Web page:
UMMS Affiliation

Meyers Primary Care Institute

Date

8-1-2009

Document Type

Article

Medical Subject Headings

Comorbidity; Epidemiologic Measurements

Disciplines

Health Services Research | Primary Care

Abstract

BACKGROUND: Comorbidity indices summarize complex medical histories into concise ordinal scales, facilitating stratification and regression in epidemiologic analyses. Low subject prevalence in the highest strata of a comorbidity index often prompts combination of upper categories into a single stratum ('collapsing').

OBJECTIVE: We use data from a breast cancer cohort to illustrate potential inferential errors resulting from collapsing a comorbidity index.

METHODS: Starting from a full index (0, 1, 2, 3, and >/=4 comorbidities), we sequentially collapsed upper categories to yield three collapsed categorizations. The full and collapsed categorizations were applied to analyses of (1) the association between comorbidity and all-cause mortality, wherein comorbidity was the exposure; (2) the association between older age and all-cause mortality, wherein comorbidity was a candidate confounder or effect modifier.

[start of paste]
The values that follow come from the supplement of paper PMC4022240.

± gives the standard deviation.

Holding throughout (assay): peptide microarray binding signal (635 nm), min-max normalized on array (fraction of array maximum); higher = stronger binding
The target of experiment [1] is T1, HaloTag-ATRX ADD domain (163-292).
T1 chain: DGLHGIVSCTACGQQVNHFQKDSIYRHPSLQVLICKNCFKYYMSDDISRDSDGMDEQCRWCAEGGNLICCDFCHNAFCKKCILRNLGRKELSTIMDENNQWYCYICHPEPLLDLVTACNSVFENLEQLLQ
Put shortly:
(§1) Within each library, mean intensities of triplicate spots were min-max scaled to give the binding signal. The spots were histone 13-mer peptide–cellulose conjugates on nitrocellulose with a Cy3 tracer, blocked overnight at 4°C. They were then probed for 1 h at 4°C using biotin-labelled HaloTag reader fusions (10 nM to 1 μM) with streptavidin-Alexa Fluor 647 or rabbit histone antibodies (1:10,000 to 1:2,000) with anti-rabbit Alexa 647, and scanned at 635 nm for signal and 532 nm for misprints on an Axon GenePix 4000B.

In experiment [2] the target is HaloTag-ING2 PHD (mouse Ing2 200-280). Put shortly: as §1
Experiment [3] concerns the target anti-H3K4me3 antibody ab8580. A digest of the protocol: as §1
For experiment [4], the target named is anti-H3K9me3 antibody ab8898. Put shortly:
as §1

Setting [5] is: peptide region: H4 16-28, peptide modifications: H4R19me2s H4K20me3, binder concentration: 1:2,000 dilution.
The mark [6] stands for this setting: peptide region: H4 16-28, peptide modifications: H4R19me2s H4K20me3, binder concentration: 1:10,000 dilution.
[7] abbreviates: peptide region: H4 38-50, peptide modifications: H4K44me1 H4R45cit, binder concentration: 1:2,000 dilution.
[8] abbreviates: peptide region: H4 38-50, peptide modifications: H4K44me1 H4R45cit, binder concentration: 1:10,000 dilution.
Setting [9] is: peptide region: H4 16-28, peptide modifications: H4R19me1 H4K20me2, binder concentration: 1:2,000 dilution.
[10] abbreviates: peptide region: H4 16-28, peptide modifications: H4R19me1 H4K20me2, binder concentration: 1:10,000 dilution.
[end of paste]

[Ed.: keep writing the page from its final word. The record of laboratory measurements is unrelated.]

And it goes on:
RESULTS: Collapsing the index attenuated the association between comorbidity and mortality (risk ratio, full versus dichotomized categorization: 4.6 vs 2.1), reduced the apparent magnitude of confounding by comorbidity of the age/mortality association (relative risk due to confounding, full versus dichotomized categorization: 1.14 vs 1.09), and obscured modification of the association between age and mortality on both the absolute and relative scales.

CONCLUSIONS: Collapsing categories of a comorbidity index can alter inferences concerning comorbidity as an exposure, confounder and effect modifier.

Rights and Permissions

Citation: Clin Epidemiol. 2009 Aug 9;1:93-100. Link to article on publisher's website

Related Resources

Link to Article in PubMed

PubMed ID

20865090

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